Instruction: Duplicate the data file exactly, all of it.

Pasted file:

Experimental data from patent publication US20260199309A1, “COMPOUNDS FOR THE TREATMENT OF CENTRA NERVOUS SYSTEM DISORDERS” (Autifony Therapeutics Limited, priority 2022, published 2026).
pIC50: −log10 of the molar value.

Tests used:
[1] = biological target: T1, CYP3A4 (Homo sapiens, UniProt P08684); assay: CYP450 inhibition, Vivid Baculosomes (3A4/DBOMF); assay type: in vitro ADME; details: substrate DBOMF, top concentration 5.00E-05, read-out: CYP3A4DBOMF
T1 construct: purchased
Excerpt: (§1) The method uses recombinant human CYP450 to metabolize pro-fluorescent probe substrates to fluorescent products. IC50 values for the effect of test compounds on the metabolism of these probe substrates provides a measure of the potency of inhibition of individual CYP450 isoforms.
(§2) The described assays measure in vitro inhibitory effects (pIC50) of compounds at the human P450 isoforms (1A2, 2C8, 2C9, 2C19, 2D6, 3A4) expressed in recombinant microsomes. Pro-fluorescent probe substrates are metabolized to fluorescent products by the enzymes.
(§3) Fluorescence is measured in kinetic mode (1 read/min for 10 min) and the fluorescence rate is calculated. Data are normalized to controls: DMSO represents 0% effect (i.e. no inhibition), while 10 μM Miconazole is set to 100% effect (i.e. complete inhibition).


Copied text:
Experimental data from patent publication US20260199309A1, “COMPOUNDS FOR THE TREATMENT OF CENTRA NERVOUS SYSTEM DISORDERS” (Autifony Therapeutics Limited, priority 2022, published 2026).
pIC50: −log10 of the molar value.

Tests used:
[1] = biological target: T1, CYP3A4 (Homo sapiens, UniProt P08684); assay: CYP450 inhibition, Vivid Baculosomes (3A4/DBOMF); assay type: in vitro ADME; details: substrate DBOMF, top concentration 5.00E-05, read-out: CYP3A4DBOMF
T1 construct: purchased
Excerpt: (§1) The method uses recombinant human CYP450 to metabolize pro-fluorescent probe substrates to fluorescent products. IC50 values for the effect of test compounds on the metabolism of these probe substrates provides a measure of the potency of inhibition of individual CYP450 isoforms.
(§2) The described assays measure in vitro inhibitory effects (pIC50) of compounds at the human P450 isoforms (1A2, 2C8, 2C9, 2C19, 2D6, 3A4) expressed in recombinant microsomes. Pro-fluorescent probe substrates are metabolized to fluorescent products by the enzymes.
(§3) Fluorescence is measured in kinetic mode (1 read/min for 10 min) and the fluorescence rate is calculated. Data are normalized to controls: DMSO represents 0% effect (i.e. no inhibition), while 10 μM Miconazole is set to 100% effect (i.e. complete inhibition).